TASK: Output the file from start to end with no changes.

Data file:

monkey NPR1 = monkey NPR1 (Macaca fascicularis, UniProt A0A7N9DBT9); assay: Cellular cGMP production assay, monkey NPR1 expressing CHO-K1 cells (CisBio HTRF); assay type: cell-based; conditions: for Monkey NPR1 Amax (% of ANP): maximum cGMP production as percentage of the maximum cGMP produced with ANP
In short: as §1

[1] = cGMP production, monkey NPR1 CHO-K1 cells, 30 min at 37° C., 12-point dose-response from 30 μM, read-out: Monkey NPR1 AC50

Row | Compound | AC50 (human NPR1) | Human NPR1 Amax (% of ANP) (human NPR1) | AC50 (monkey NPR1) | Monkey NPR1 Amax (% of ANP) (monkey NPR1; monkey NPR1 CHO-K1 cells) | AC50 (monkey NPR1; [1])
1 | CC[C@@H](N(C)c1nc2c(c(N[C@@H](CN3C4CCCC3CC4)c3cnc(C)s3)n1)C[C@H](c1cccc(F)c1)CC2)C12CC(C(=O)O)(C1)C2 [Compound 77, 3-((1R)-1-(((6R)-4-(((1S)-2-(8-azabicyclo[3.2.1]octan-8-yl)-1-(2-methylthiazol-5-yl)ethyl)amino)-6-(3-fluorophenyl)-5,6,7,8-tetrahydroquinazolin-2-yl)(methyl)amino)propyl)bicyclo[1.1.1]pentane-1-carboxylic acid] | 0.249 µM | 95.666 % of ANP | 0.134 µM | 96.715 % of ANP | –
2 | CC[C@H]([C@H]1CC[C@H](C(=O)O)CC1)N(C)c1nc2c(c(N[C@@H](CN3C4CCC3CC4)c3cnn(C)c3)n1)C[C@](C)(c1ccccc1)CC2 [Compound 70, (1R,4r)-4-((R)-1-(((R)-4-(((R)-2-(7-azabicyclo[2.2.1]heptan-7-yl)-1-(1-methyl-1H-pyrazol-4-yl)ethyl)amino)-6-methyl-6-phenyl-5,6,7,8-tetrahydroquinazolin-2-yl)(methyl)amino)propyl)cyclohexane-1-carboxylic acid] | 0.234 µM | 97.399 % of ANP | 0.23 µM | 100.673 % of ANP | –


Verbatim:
monkey NPR1 = monkey NPR1 (Macaca fascicularis, UniProt A0A7N9DBT9); assay: Cellular cGMP production assay, monkey NPR1 expressing CHO-K1 cells (CisBio HTRF); assay type: cell-based; conditions: for Monkey NPR1 Amax (% of ANP): maximum cGMP production as percentage of the maximum cGMP produced with ANP
In short: as §1

[1] = cGMP production, monkey NPR1 CHO-K1 cells, 30 min at 37° C., 12-point dose-response from 30 μM, read-out: Monkey NPR1 AC50

Row | Compound | AC50 (human NPR1) | Human NPR1 Amax (% of ANP) (human NPR1) | AC50 (monkey NPR1) | Monkey NPR1 Amax (% of ANP) (monkey NPR1; monkey NPR1 CHO-K1 cells) | AC50 (monkey NPR1; [1])
1 | CC[C@@H](N(C)c1nc2c(c(N[C@@H](CN3C4CCCC3CC4)c3cnc(C)s3)n1)C[C@H](c1cccc(F)c1)CC2)C12CC(C(=O)O)(C1)C2 [Compound 77, 3-((1R)-1-(((6R)-4-(((1S)-2-(8-azabicyclo[3.2.1]octan-8-yl)-1-(2-methylthiazol-5-yl)ethyl)amino)-6-(3-fluorophenyl)-5,6,7,8-tetrahydroquinazolin-2-yl)(methyl)amino)propyl)bicyclo[1.1.1]pentane-1-carboxylic acid] | 0.249 µM | 95.666 % of ANP | 0.134 µM | 96.715 % of ANP | –
2 | CC[C@H]([C@H]1CC[C@H](C(=O)O)CC1)N(C)c1nc2c(c(N[C@@H](CN3C4CCC3CC4)c3cnn(C)c3)n1)C[C@](C)(c1ccccc1)CC2 [Compound 70, (1R,4r)-4-((R)-1-(((R)-4-(((R)-2-(7-azabicyclo[2.2.1]heptan-7-yl)-1-(1-methyl-1H-pyrazol-4-yl)ethyl)amino)-6-methyl-6-phenyl-5,6,7,8-tetrahydroquinazolin-2-yl)(methyl)amino)propyl)cyclohexane-1-carboxylic acid] | 0.234 µM | 97.399 % of ANP | 0.23 µM | 100.673 % of ANP | –